Emergency response is undoubtedly a high-stress profession. Correct decision-making in fast-moving scenarios often determines the success of how situations play out when lives are often at stake. Given the trauma this can bring about, mental health is a growing concern amid emergency response workers. In fact, research from Kings College London, The Royal Foundation, and the Open University, found that UK emergency responders are likely to experience significantly more mental health issues – such as depression, anxiety and post-traumatic stress disorder – compared to the wider UK population.
Leading causes of mental health problems for emergency response workers
When examining the key triggers behind mental health problems in emergency response staff, the study found that a main cause of stress was organisational: intense workloads, poor management, staff shortages and burnout. These issues are present across the entire emergency response network, from the call handlers and dispatchers in 999 centres to the police, fire, medical, and other rescue workers on the ground.
Despite call-takers and dispatchers in the control room being the ones who communicate with distressed callers and who are the first point of contact while an ongoing crisis is unfolding, they are often perceived as peripheral to the traumatising event. However, research highlights that control room staff suffer a similar rate of trauma and mental health problems as their colleagues who arrive at the scene to respond to the emergency in hand. Some might even say the level of trauma is heightened by their remoteness from the scene and their consequent lack of agency.
Fortunately, awareness surrounding mental health and wellbeing for public safety workers is growing within agencies and the wider public. Organisations such as the Blue Light Programme and BAPCO are showcasing the issue and providing informative resources. Prince William has highlighted the need to improve support services for responders – while also creating a culture where people feel comfortable to discuss what they are going through – and governments are stepping up their efforts too. Additionally, as technology has evolved, solutions have emerged for alleviating the stress placed on public safety personnel of all disciplines, with special emphasis on call centre staff.
How technology can help emergency response workers’ mental health
One of the most effective ways that technology can help to ease the stress on emergency service staff is via data analysis. Using analytics from routine operational data, such as call data from computer-aided dispatch (CAD) systems, 999 centre managers can gain insights to benefit frontline workers. For example, supervisors can have the system prepare reports that highlight possible misalignment of staffing levels to predicted peak call times and generally help balance demand against individual workloads to avoid teams working extended hours. This can help tackle the intense workloads that have proven to deteriorate employees’ mental health whilst, as far as possible, continuing to provide the expected levels of public service.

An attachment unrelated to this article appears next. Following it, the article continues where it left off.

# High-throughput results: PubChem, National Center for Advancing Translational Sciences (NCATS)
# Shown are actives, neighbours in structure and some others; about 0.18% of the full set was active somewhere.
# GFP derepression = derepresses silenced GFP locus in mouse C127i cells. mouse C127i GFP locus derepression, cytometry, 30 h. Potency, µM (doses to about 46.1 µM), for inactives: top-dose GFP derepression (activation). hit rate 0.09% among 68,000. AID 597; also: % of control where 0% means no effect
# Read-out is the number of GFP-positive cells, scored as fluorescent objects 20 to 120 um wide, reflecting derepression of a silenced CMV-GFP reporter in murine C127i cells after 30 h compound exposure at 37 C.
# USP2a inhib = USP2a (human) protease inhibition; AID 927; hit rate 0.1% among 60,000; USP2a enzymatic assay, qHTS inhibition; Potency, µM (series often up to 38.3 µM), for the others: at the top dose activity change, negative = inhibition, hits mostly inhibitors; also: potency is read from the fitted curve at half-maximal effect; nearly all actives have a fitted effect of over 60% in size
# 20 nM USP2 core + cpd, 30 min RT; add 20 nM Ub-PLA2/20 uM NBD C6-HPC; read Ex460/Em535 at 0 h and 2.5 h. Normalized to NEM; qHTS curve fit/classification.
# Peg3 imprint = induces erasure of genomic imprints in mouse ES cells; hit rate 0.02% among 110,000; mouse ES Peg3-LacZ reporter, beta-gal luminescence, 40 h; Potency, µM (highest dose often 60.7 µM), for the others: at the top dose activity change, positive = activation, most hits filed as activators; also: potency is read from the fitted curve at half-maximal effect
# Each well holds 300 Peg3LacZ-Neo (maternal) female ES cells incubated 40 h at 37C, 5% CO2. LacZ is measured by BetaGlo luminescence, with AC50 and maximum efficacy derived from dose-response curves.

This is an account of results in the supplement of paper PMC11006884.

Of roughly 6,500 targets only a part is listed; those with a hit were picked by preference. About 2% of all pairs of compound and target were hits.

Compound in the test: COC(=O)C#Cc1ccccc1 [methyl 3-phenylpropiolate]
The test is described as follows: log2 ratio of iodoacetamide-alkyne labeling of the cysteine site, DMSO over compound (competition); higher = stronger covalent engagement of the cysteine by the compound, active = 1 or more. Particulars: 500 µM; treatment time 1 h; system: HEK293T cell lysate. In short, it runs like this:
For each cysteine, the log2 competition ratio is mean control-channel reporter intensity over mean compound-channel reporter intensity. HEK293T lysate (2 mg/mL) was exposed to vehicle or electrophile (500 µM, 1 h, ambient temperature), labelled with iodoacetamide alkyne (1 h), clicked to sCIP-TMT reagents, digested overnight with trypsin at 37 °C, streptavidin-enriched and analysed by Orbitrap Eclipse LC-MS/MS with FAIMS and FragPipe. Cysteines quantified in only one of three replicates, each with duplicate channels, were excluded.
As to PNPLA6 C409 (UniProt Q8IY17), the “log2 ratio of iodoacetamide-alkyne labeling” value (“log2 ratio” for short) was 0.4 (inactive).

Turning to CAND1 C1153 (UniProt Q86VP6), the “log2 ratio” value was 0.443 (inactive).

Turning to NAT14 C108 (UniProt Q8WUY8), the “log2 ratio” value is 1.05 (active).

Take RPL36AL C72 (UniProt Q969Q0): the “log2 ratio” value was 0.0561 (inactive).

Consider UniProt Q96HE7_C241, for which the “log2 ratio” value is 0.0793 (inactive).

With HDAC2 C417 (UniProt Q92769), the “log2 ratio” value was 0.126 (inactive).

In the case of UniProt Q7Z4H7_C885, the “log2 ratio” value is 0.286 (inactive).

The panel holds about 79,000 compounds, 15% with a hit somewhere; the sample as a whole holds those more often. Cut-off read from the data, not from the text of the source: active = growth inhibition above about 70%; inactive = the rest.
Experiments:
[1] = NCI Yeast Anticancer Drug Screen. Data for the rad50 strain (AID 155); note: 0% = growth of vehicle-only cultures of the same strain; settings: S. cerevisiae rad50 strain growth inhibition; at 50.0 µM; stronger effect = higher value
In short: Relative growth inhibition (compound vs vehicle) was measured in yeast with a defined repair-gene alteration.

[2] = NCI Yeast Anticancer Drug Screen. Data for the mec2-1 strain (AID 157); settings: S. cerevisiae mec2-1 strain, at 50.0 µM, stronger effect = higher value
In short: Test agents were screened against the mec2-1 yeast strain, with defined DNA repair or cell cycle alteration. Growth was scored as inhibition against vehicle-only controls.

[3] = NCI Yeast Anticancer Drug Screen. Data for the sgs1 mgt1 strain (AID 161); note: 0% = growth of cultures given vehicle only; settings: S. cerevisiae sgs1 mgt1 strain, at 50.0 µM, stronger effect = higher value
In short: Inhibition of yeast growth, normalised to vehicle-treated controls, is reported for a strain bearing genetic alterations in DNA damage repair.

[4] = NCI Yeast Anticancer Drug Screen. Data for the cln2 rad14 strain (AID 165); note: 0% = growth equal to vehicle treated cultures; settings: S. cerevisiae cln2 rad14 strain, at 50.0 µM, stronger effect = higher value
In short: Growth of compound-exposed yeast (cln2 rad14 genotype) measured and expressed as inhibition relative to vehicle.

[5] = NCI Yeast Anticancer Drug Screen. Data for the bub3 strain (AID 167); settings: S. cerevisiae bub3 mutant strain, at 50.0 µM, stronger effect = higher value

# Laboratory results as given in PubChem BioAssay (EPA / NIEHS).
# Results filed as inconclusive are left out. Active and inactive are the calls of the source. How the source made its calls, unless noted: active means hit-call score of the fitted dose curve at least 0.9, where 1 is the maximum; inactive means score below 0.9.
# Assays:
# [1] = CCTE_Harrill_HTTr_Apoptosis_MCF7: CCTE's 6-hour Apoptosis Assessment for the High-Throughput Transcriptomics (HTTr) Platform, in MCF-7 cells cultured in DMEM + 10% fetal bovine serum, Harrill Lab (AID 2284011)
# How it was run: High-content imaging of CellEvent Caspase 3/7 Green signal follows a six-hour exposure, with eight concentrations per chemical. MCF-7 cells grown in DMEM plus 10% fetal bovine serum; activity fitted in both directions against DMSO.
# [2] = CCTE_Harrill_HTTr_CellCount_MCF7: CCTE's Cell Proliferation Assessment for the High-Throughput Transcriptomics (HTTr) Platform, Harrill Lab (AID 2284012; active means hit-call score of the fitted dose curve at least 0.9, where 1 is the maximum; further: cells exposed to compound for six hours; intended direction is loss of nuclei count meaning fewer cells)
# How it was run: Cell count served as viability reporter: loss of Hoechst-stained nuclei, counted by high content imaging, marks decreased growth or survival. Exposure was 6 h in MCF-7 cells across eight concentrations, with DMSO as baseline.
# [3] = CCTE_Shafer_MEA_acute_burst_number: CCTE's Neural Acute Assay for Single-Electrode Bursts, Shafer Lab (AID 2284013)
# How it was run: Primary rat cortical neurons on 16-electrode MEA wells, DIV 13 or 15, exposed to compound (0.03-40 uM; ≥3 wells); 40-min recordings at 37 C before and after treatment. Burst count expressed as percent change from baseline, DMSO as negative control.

Operational data and analytics can also be integrated with artificial intelligence to offer new levels of assistive insights to dispatchers. Autonomous, background processes can quickly and effectively scan for anomalies, connections, and patterns across all calls coming into the comms centre. These capabilities act as a second pair of eyes, dialling down the pressure on individuals – both comms centre veterans and new employees still building their knowledge base. They can also route fewer traumatic coded jobs to new employees in their first weeks and, wherever possible, avoid routing repeated traumatic jobs in quick succession to the same dispatcher.
Cloud technologies also have a part to play, as they can connect staff with public safety data and applications from home or a temporary office during a disaster or emergency. Even before COVID, some control rooms had implemented such capabilities. In addition to providing emergency services with a level of resiliency in their operations, this type of workplace flexibility can also help to improve employee wellbeing by offering more convenient work patterns and avoiding hours wasted on long commutes.
CAD solutions and other operational technologies can also be configured to provide staff reminders and pathways to appropriate mental health resources following traumatic events. By providing time and access to these resources, at the right time and place, supervisors can ensure stress is mitigated and reduced as far as it is possible, and that employees’ mental health is cared for.
A healthier future for emergency response workers - and their patients
It’s clear that due to the nature of their work, 999 professionals undergo mental health stressors far beyond what most of the public experience. This can lead to physical illness, burnout, and trauma. There is of course a limit to how much stress can be removed from an emergency response role, however it’s paramount to take advantage of every opportunity possible to support the mental and emotional wellbeing of these essential workers.
It is the responsibility of agency leaders and comms centre managers to ensure proper care of employees, and modern tools can assist with mitigating pressures and instilling confidence in decision-making. There’s still much work to be done, but today’s technological capabilities can contribute to the ongoing effort to protect the wellbeing of those who work to protect us.